So let’s look at the first one – Jesus said I am the bread life. John tells us that Jesus said this close to the time of the Passover and during the Passover people thought about and ate special bread. When the people of God fled from Egypt, God told them to not use yeast in their bread because they were going to have to leave quickly. There was no time to make bread with yeast so they ate unleavened bread and every year during the Passover they ate this bread and remembered how God delivered them. Bread was a reminder of the life and salvation or deliverance God gave them.
But the Passover was also a reminder of the entire trip that Israel made from slavery in Egypt to freedom in the Promised Land and part of how God provided for them during this journey was with bread or manna. When the people cried for food – God provided them food every morning and that food was called manna and bread from heaven and it was there every morning of their journey for 40 years. Jesus makes clear to the people that he is calling himself this bread from heaven in John 6:32-35.
So it’s near the time of the Passover when people are thinking about the bread and how it reminds them of God’s deliverance and God’s provision and it is at this moment Jesus calls himself the bread of life. As the bread of life, it will be Jesus who will give his life to the world to bring deliverance or salvation (John 6:33) and it is Jesus who will sustain life here and now (John 6:35). Since God was the one who saved people through the Passover and God was the one who kept his people alive in the wilderness, Jesus calls himself God by claiming to be the bread that will continue to bring salvation and life.
So what does it mean for us to call Jesus the bread of life? First of all, it means that we believe Jesus is God and the one who provides the gift of life itself. Second it means that we believe that Jesus is the savior and deliverer of all mankind. Just as God delivered his people out of slavery, so Jesus is the one who delivers us or saves us from sin death and Jesus does this by giving his life for us on the cross. The third thing it means when we call Jesus the bread of life is that we actually look to Jesus every day to give us what we need for life here and now.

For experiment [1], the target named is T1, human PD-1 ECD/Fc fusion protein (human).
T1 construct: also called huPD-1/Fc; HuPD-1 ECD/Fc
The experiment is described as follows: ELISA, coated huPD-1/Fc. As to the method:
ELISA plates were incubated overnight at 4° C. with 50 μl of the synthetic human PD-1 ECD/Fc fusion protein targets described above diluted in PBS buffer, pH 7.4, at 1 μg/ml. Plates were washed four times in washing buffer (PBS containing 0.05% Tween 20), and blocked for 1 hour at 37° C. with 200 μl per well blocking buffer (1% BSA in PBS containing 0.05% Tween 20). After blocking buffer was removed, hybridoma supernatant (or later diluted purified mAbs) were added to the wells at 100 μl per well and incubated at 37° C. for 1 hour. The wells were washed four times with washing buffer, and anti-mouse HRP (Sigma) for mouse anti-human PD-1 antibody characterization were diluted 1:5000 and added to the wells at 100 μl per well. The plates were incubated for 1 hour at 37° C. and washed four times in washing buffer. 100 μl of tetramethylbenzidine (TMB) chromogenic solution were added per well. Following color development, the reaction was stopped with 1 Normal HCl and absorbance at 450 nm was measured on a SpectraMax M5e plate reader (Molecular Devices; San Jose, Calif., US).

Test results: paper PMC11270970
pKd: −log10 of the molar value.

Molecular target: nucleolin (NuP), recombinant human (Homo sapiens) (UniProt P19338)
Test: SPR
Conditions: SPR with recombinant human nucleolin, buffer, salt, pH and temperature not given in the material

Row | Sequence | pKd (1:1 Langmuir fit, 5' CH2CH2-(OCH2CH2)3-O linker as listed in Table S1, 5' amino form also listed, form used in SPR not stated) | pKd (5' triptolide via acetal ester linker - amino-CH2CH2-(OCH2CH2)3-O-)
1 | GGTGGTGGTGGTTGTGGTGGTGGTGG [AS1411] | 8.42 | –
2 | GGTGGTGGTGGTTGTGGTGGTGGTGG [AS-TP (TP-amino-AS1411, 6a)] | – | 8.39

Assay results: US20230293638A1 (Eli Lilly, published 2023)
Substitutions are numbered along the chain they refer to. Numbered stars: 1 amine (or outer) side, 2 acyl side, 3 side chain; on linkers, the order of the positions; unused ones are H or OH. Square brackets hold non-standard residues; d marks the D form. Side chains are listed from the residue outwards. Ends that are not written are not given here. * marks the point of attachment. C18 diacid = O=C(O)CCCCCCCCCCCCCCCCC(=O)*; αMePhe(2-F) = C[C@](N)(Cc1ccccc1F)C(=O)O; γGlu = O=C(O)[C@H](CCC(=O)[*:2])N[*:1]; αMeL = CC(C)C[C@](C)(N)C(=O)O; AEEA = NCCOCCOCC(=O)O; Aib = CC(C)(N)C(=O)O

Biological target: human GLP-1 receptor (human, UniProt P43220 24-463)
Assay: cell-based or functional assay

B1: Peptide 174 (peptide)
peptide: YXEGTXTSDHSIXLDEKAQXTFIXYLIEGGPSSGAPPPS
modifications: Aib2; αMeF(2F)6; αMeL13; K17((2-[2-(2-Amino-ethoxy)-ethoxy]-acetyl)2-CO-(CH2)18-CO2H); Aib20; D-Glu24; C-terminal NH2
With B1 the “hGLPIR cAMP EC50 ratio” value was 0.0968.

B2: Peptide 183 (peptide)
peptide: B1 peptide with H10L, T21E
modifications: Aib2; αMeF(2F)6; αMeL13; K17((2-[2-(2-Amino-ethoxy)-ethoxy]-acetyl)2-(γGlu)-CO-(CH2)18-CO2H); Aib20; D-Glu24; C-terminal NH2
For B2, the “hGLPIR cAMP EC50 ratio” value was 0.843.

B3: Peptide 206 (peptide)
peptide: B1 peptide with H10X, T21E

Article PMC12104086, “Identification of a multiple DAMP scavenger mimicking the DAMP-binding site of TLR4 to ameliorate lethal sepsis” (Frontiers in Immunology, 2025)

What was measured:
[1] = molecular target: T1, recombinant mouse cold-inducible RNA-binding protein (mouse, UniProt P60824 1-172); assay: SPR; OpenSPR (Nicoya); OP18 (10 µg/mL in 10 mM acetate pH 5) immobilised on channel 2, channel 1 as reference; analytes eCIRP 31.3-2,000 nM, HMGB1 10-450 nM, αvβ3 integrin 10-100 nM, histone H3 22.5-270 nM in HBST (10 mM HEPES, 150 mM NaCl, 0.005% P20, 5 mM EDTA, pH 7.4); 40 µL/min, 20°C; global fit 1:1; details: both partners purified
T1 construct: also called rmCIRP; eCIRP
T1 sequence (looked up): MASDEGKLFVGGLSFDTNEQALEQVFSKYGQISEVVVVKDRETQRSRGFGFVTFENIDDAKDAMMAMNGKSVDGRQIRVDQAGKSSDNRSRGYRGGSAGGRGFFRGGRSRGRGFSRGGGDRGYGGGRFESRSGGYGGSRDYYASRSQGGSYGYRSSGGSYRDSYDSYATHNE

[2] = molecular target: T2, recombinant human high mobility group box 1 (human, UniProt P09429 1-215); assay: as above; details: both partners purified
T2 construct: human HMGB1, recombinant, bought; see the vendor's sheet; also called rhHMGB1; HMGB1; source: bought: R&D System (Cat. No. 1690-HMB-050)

Manna was provided every day for the people of Israel and that told them that God was the giver and sustainer of all life and everything they needed in life. What sustains us in life is Jesus. Jesus is the one we need to turn to for help and strength in times of need. Jesus is the one we need to turn to for courage and patience in difficult situations. Jesus is the one who also gives us the grace to forgive others and ourselves so that we can be set free to experience the fullness of life here and now. Jesus needs to be the one we turn to every day for all that we need in life – that is what it means that Jesus is the bread of life.
Jesus also said he is the light of the world – John 8:12. Once again, John provides some details for us to consider as we look at this claim. In John 7, Jesus was in Jerusalem for the festival of the booths, which was a celebration of the fall harvest, and it was during this time that people would set up booths or shelters to live in as a reminder of how they had to live in tents and shelters during their time in the wilderness. As they lived in these shelters, what guided them through the wilderness was a cloud by day and a pillar of fire by night – Exodus 13:21-22.
God was the very light that led the people through the wilderness. The cloud and the light was the presence of God and so when Jesus says he is the light of the world at this festival when people would have been thinking about living in shelters and travelling through the wilderness following the light that was God, he was making a clear point – He is the God who is this very light.
During this festival, 4 giant lamp-stands 75 feet tall would be set up in the temple courtyard and 4 gold bowls would be filled with oil and wicks would be set in them and these lamps gave light to the entire courtyard. They were a clear and powerful reminder to the people during this festival that God was literally their guiding light. So picture Jesus standing near these huge golden lamp-stands casting forth light and making the statement – I am the light of the world. It’s very clear what Jesus is saying – I am God.